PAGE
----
Michael (12:57): There's no supervision or follow up to their knowledge. They could not be retaining it. They might not understand it. They may not even be paying attention. They could be on their phone while the video is playing. So it, it might end up being useless.

Jonathan (13:09): Why should companies be so concerned about cheating or ignoring training?

Michael (13:15): Because it's just going to lead to a fair housing violation. I can't tell you how much you're just wasting time and resources. If you're trying to get around, actually give people training, get them trained, avoid the violations. You're gonna save so much money and time in the long run.

Jonathan (13:32): Yeah. What could the consequences be if employees were cheating on their training?

Michael (13:39): If you were found to have a lot of, obviously you're gonna have a higher instance of fair housing violations. If people are cheating the training, cause they don't understand it. But going beyond that if an investigation is done, it found out that your training is subpar, that people are you know, cheating on it that is just gonna make whatever is going on in the investigation. Now looks much worse. And I, I don't have to remind people out there that investigations can cost tens of tens of tens of thousands of dollars and take years and attorney's fees and time it, it is exhausting. So don't, don't cheat yourself.

Jonathan (14:14): How do I keep my employees from from treating or excuse me, or excuse me, how do I keep my employees from ignoring their training?

Michael (14:24): I think one of the ways to do it is have a lot of follow up. Obviously things in the training like exams can really can really help, but you know, do role playing, you know, every, every now and again, you know, talk to do some in person exercises when you have some time, because you're gonna notice real quick, the people that don't know what they're talking about and you can actually, you know, take those people aside and say, Hey, listen, I think you need some follow up training. You can identify the problem before it becomes a problem. So don't be scared to reach out and kind of test the waters, do those exercises. They're great for team building as well.

Jonathan (14:58): Very good. And how can higher ups create a positive training environment at my company?

Michael (15:04): I think again, try to try to like empathize with your employees and let them know that I'm forced training is not everybody's favorite activity, but consider it an investment in their career and in your company, you know, try to really put as much of a positive spin as you can on it. And try to try to have different kinds of trainings. Don't have the same check the box, watch this video every two years use different training methods. Use webinars use live training. If you can we talk, we just talked about role playing exercises, mix it all up, keep it as dynamic and fresh as you can and make sure you're getting your trading from a great source.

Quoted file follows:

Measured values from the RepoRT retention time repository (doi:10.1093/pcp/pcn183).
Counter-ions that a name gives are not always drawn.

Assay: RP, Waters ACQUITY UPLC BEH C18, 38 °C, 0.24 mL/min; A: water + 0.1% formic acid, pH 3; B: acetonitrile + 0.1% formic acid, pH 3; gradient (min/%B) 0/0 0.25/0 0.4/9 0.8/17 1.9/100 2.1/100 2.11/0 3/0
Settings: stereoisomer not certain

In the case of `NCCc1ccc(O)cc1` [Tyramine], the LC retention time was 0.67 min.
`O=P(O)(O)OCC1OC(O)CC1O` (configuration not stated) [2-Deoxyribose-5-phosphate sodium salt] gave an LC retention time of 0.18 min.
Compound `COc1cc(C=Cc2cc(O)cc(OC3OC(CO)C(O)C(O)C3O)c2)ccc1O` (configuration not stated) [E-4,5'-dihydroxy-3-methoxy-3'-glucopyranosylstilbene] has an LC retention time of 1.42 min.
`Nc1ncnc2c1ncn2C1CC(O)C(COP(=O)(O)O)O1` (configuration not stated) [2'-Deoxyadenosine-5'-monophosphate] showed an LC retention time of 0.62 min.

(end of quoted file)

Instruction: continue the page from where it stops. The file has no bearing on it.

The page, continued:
Jonathan (15:41): So you didn't win but excellent answers. Very, very good. Yeah, that was almost three minutes. Believe it or not three minutes, three minutes.

Michael (15:53): You get me talking about fair housing training, Jonathan, I get all work done. That's-

Jonathan (15:57): What happens? I hear you. I hear you. Yeah. It's, it's tough to keep them, you know, keep them concise. There's rarely a yes or a no answer to any of these questions, but I tell you, you know, good points, you know, and I think even in one of these questions the way you demonstrate how leadership gets involved and, you know, especially with how learning management systems work these days, there's, there's even opportunities for you to find out like which questions, maybe there's some consistency on certain aspects of fair housing that your team isn't really grasping and, and, you know, you have the opportunity to provide, like you mentioned, nice follow up training and reinforcing and so on.

Michael (16:44): Absolutely.

Jonathan (16:46): Excellent, excellent episode, timely, good reminders. Thank you to our community. Thank you for being on our show. We know you appreciate it. We appreciate your support by sharing this by giving us those thumbs up, connecting with us on our newsletter on our Instagram account and remembered, submit your questions to this YouTube episode. If you have any, we'll consider it for future episode as well. So until next time, thank you everyone for tuning into our show. Take care!

Michael (17:18): Happy training.